As part of International Women’s Day 2022, Hagerty is giving a platform to women driving change. Catch the other stories in this series and read about the lecturer podcasting from her Morris Minor, Bugatti museum curator interesting kids in cars, and one of Britain’s most influential motorcycle racers.
“I’m all about equal opportunities. I’ll big anyone up if they’re doing good, regardless of their gender, but women need a bigger platform to be comfortable enough to say they’re proud of what they’re doing. It’s dead old-fashioned and outdated when men say girls can’t do certain jobs.
I was the first female to train as an apprentice welder at Stoke-on-Trent College and was awarded STEM Apprentice of the Year in 2019 but despite being lucky with the recognition I’ve had, and the opportunities that have come my way, I’ve gone through a lot. In the past I’ve had to deal with gender stereotypes in the workplace, but I continue to receive online abuse so I really want to make it a smoother path for other girls. It’s hard to get into somebody else’s head and change the way they think, but we’ve got to get people to stop hating on others. I never had a role model and I want girls to see me and think: ‘If she can do it, I can do it’.
A typical day for me starts at 6am and I finish at half two but I regularly stay on for longer. I come to work already dressed in my overalls but the first thing I do is get myself ready; I get my mask and make sure it’s clean, wrap my hair round in a bun and put my bandana and gloves on. Next, I set up my workspace.
The two main types of welding processes that I use are MIG and TIG. MIG is usually the first one people learn because everything you need to join materials together (including gas, the electrode and the wire) comes out of one gun. It’s great for heavy duty jobs. I prefer TIG welding because it’s a lot more technical and you can create some really intricate artwork. Both processes rely on timing and doing things in the right sequence.
The science behind it is so interesting and if you don’t know it, you can’t control the outcome. It’s like the butterfly effect, if you change one setting on the gun such as the gas, or add a few more amps of power, the end product changes. When you learn about the properties of materials like titanium and stainless steel and what happens when you manipulate them with heat, it blows your mind. A big part of learning is making mistakes and fixing them yourself but mistakes in this job could be fatal, for example if I’m welding something for a lorry, so the finished item has to be right 100 per cent of the time. My main focus at the moment is getting my container conversion finished; it’s going to be my own little workspace where I can do my own thing.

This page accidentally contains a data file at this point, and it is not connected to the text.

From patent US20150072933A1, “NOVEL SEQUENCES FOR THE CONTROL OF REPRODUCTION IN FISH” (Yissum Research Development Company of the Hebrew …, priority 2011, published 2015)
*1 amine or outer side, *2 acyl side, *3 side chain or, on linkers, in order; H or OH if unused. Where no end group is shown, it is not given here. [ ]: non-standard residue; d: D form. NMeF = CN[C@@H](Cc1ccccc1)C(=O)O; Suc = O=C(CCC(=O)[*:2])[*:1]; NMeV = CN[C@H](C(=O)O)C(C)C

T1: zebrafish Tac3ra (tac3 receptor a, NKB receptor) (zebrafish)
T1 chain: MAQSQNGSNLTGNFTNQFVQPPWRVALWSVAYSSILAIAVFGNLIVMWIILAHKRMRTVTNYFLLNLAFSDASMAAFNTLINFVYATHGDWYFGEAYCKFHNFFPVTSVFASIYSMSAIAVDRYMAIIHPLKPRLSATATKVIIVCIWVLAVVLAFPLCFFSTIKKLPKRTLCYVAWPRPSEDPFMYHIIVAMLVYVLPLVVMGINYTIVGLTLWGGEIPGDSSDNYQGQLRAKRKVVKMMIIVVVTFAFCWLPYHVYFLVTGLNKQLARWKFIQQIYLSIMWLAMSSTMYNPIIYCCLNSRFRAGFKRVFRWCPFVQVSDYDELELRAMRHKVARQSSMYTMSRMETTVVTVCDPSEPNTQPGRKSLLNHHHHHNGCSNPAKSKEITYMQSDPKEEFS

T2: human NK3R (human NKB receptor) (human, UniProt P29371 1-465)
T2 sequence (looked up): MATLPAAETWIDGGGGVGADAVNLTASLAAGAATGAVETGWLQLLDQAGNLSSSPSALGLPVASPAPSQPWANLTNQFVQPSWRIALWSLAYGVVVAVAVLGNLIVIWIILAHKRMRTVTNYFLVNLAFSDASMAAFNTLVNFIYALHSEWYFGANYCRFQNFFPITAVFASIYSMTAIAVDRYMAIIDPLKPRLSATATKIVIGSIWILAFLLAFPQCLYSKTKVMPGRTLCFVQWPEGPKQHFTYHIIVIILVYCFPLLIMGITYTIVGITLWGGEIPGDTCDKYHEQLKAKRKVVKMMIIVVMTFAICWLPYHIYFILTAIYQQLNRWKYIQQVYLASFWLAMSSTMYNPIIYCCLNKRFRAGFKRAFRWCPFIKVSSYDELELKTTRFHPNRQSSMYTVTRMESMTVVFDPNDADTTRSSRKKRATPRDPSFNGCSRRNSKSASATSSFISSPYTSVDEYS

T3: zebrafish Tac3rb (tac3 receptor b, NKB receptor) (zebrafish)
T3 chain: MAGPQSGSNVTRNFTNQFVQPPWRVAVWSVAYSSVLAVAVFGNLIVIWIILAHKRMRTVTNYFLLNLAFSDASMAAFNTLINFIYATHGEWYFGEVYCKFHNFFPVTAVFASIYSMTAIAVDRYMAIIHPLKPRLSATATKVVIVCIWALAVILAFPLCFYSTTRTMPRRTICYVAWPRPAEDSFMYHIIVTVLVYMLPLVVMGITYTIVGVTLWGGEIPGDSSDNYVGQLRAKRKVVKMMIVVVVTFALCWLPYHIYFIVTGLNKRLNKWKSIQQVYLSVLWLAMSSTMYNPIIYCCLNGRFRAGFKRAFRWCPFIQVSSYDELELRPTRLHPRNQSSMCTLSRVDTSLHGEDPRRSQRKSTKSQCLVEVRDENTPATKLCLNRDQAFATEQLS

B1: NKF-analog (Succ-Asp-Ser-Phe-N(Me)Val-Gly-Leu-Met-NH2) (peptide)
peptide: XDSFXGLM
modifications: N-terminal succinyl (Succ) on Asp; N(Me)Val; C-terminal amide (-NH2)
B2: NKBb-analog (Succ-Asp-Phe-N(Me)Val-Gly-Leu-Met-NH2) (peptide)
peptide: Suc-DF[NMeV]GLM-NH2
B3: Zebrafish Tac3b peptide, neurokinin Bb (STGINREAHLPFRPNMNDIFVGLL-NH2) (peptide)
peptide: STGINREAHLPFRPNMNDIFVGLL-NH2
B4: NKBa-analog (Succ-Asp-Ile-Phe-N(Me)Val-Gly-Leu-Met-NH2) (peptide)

Being a welder is a physical job; I’m always on my feet and there’s always stuff to do. It’s a strain on your body and your brain, but the heat is what affects me the most. Over time you get stronger but I’ve seen 5ft girls that are absolute rockets being told they can’t lift certain things because they’re small and perceived to be weak – that’s the biggest preconception I’m faced with. If I need help, I’ll ask; no one is that good that they’ll never need help, but give me a chance to give it a go.
When I first went into a weld area I was warned about arc eye but it was about a week later that I found out what it was. I woke up in the night and it felt like I’d got grit in my eyes, I couldn’t see anything, it was awful; the UV rays a welder gives off will literally burn your eyes if you don’t wear the right protective kit. That’s why I’m so passionate about training other welders, even mentoring and training Apprentices in the safest way to do things at work.
I wouldn’t say there’s a certain path you need to follow to become a welder because everyone is different, but apprenticeships are a good way forward because you learn a bit of everything and at the end of it you have the choice to do whatever takes your fancy – it might even be something that you never thought about doing. The first step is to get in touch with any of your local training providers and colleges but the important thing is to keep trying; eventually you’ll crack it. I haven’t got a laid out plan in my head because plans have never worked for me.
I’ll never shy away from what I was like when I was younger, I was a naughty teenager but I’ve turned it around. I learnt that the people you sit with at school, you don’t have to be sitting with in five years, so my advice is to really think about what you’re doing; get some good work experience and try not to make bad choices. Before becoming a welder I was a hairdresser, a carer in the community and for my nanna, and I worked at Alton Towers. I had to prove myself on the course because I didn’t have a background in engineering, I even had a letter sent to my house saying they didn’t know I was capable, so I had to do extra lessons, but here I am, I’m a welder.
I want to see more girls being trained up for STEM roles and getting involved in the engineering industry, especially welding. BBC bitesize asked me to be a panellist on their 2021 school tour to talk to students about innovation. It was such a good feeling when a little girl put her hand up and said “I want to be a welder when I grow up”. Life isn’t all about money, I want to create a legacy, so in my spare time I’m making some stuff out of scrap metal, including a dandelion and some lasered animals, to donate to a local hospital so patients have got something to look at when they’re receiving treatment.
Reading a welding bible at home on a Friday night is my idea of fun, but I go to bed quite early because I have to get up at about half four. I work every Saturday but give myself Sunday off – that’s when I’ll sleep and do my food shop – but when my container is ready I can see myself having a bed in there and staying over. I’m a welder for life. I love it.”